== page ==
When Giuseppe Verdi wrote his Requiem he was something of an institution in Italy: the premier opera composer of his age and a strong advocate of national pride and culture.
His most recent opera, Aida, was a paean to love and country, replete with unmatched theatrical pageantry. When Italy’s other big-name composer, Giacomo Rossini, died in 1868, Verdi and others wanted to pay him tribute with a Requiem Mass (Verdi’s contribution was the “Libera me”), but the production never came off.
When Alessandro Manzoni, author of the important novel “The Betrothed” and unifier of the Italian language and spirit, died in 1873, Verdi decided to complete a Requiem in honor of his hero. What he produced is a masterpiece of the concert stage, an enormous work for choir, four vocal soloists and orchestra that melds the choral mass and opera styles.
At the heart of the work is profound human anxiety and longing — fear of death and hope for eternal life. These eternal sentiments, so magnificently expressed, are all the more extraordinary coming from a man who had no use for the Catholic Church and probably wasn’t religious. But Verdi’s combined humanism and patriotism fueled one of the most inspired musical works ever created.
And Saturday night, the Charleston Symphony Orchestra and Chorus, bolstered by the College of Charleston Concert Choir, joined by four up-and-coming singers and led by guest conductor Maximiano Valdes, offered up a moving and spirited rendering of the Requiem.
It was an ambitious performance with some symbolic significance. Not very long ago Charleston nearly lost its symphony orchestra. It did lose its musical maestro, David Stahl, who died of cancer in 2010, before he had a chance to revisit Verdi’s Requiem (one of his favorite works) with his beloved orchestra.
Saturday at the Sottile Theatre, then, was something of a minor miracle, a musical restoration completed, a clear indication that the symphony provides Charleston with something essential and fundamental: an expression of itself.
I confess I was nervous for the musicians. This is a very difficult piece. The quiet passages are meant to be extremely quiet; the loud parts are meant to be fortissimo, intensified with blaring brass and pounding bass drum. Singing it requires control, lots and lots of stamina, guts and excellent technique.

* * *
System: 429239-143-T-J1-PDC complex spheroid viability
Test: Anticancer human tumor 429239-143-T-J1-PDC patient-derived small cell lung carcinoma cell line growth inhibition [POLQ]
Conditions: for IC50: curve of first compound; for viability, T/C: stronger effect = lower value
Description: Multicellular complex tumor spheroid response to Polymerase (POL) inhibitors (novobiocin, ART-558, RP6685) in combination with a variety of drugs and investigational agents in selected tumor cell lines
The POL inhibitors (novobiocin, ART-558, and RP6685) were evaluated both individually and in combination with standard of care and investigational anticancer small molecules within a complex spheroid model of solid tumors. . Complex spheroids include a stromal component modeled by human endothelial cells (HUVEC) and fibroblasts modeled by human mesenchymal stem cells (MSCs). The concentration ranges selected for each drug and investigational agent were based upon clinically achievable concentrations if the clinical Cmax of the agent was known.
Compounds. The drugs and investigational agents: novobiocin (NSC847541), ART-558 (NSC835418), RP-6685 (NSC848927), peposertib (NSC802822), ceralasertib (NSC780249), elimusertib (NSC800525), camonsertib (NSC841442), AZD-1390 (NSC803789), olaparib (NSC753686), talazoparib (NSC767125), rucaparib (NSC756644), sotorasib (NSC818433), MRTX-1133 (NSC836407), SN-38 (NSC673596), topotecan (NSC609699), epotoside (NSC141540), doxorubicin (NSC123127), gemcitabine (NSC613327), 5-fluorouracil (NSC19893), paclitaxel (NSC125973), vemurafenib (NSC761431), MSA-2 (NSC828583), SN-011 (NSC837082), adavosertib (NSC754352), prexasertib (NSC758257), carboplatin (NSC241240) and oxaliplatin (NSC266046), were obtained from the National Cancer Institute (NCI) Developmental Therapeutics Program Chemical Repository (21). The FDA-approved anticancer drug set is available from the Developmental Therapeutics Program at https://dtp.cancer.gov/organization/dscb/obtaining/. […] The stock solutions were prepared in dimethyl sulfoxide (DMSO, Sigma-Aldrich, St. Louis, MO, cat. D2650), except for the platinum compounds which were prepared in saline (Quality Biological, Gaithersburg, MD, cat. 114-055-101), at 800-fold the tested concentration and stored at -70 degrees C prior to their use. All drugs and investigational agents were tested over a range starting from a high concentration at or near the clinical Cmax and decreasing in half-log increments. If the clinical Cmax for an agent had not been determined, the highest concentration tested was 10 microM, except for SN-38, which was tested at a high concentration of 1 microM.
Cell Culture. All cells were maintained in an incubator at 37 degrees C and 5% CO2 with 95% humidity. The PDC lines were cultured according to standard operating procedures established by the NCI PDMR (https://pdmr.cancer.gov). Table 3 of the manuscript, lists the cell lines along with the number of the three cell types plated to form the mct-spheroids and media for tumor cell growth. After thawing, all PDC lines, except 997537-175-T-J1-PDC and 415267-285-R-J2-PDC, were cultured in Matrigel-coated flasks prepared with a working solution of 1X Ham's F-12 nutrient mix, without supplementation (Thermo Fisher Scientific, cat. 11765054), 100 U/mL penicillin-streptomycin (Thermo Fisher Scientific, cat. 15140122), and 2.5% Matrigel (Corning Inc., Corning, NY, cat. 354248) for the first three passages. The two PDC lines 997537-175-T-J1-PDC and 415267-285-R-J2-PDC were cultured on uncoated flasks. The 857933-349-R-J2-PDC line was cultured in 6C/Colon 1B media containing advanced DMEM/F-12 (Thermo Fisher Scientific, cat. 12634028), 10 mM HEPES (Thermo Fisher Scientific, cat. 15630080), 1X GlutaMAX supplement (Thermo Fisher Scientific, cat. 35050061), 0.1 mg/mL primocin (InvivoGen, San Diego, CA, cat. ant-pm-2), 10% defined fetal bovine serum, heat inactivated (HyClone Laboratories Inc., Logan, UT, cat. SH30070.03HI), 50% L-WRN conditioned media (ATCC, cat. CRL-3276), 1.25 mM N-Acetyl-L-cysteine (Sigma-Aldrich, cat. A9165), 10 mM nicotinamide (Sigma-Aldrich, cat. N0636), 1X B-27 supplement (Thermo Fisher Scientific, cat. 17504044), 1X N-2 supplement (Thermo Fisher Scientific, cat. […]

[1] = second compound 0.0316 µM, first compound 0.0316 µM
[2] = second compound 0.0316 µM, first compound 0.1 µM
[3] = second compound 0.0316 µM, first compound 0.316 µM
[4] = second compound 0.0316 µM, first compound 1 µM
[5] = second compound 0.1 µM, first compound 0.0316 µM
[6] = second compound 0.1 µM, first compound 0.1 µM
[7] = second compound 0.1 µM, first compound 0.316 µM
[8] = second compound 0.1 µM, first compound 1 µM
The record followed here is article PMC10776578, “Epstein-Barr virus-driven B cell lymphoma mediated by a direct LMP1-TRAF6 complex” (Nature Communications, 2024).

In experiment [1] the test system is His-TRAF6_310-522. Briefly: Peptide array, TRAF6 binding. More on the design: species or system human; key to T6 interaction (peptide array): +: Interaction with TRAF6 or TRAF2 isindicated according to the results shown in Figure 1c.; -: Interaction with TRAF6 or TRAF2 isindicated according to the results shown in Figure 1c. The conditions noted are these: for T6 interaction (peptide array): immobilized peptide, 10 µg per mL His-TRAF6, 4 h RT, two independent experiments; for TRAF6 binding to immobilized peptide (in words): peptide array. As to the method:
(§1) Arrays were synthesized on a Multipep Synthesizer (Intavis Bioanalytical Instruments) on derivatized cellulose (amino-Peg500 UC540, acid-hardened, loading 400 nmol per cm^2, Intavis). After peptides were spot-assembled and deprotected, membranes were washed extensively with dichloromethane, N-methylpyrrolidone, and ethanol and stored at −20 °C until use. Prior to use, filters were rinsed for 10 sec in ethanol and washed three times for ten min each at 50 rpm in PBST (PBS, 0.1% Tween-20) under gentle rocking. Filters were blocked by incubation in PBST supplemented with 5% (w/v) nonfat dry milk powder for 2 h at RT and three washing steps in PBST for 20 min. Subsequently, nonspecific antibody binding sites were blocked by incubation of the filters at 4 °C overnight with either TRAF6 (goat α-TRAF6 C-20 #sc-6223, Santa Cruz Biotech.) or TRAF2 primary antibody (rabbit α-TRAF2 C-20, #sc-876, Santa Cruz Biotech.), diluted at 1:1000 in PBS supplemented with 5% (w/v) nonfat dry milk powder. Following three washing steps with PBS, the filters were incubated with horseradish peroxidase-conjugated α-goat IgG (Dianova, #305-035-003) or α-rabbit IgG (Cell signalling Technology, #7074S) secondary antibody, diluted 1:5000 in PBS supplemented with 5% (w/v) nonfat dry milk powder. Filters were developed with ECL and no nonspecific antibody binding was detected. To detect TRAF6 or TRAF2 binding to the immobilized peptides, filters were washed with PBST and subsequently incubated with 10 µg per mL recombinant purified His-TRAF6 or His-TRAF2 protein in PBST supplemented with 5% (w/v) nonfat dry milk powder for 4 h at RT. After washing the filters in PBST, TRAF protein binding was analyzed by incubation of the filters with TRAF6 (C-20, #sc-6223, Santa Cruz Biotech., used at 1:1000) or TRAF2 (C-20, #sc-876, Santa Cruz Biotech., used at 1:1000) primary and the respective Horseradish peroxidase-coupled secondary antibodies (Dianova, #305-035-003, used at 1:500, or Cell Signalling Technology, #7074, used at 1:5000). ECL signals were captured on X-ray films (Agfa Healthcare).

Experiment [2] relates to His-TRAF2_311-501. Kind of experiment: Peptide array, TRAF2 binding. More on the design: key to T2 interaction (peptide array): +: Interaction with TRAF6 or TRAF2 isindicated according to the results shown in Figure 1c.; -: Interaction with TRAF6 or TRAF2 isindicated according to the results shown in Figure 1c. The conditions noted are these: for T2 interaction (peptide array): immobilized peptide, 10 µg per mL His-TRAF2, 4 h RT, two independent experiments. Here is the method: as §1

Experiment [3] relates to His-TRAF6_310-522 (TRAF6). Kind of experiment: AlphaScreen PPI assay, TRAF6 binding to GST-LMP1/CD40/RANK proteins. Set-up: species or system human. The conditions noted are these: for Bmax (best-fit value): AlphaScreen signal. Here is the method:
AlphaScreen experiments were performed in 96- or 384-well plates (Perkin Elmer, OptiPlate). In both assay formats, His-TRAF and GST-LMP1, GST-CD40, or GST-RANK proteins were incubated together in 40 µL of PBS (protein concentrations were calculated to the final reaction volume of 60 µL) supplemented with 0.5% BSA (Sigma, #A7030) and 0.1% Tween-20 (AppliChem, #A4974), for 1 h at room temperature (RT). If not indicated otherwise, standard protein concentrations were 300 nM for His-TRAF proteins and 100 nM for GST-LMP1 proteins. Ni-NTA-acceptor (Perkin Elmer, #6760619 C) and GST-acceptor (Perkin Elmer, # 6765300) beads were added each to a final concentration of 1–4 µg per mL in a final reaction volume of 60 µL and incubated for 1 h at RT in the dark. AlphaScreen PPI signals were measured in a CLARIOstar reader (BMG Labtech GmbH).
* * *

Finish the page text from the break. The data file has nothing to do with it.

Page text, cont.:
The performance was not perfect. Some of the movements, especially in the middle of the 90-minute-long piece, didn’t quite gel. The disparate parts — orchestra, chorus, soloists — each did fine, but sometimes the Requiem lacked a certain collective intensity and hush, a uniform sense of phrasing and expression across the overflowing stage.
It began with a solemn, delicate plea: “Grant them eternal rest, Lord, and may perpetual light shine upon them.” The melody is carried by the instruments; the chorus intones their segmented accompaniment: “Hear my prayer, unto thee all flesh shall come.”
And then the action starts, first with the solo singers each taking a turn with the “Kyrie eleison” (“Lord, have mercy on us”), and with the Earth-shattering “Dies irae” (“Day of wrath”). This is the Last Judgment, and the full chorus gave it everything it had. Valdes moved it along at a dramatic clip. It was hair-raising, scary, exciting, other-worldly indeed.
A sequence followed that showcased the soloists. Bass Adam Cioffari, a young singer with a warm, flexible tone and strong middle range, led off with Verdi’s lumbering version of Death. Tenor Harold Meers offered a clarion sound and terrific aria-like “Ingemisco.” Mezzo-soprano Cynthia Hanna displayed an impressive range and affecting chest voice, though her vibrato sometimes obscured her intonation. Soprano Jasmina Halimic sang convincingly with a lush and lovely tone, except at the top end of her range where some notes seemed a bit pinched.
I surely didn’t envy Halimic; the soprano part is the lynchpin of the whole piece. This is Verdi at his lyrical and dramatic best. The part demands intense discipline, musicianship, technique and endurance. Anyone familiar with this demanding piece waits impatiently for the “Requiem aeternam” and its quadruple-piano high B-flat.
As Halimic approached this famous note, she seemed to lose some steam, sagging under the pitch. And when she got there, it was a little rough and clipped.
The soloists generally were very good, but when singing together they didn’t always blend well or assert the tonality successfully.
The chorus, instead, was spot-on, well prepared by Rob Taylor and well led by Valdes. The orchestra, too, sounded great, despite some balance issues (a neighboring spectator thought the players were a little too loud at times, but I loved the intensity of the sound in the Sottile).
Valdes’ overall vision was evident, and his command of the music, and of the many musicians on stage, was admirable. That his vision was not entirely realized to its fullest potential was no significant loss, for what was realized was an exciting and memorable night of great music-making.
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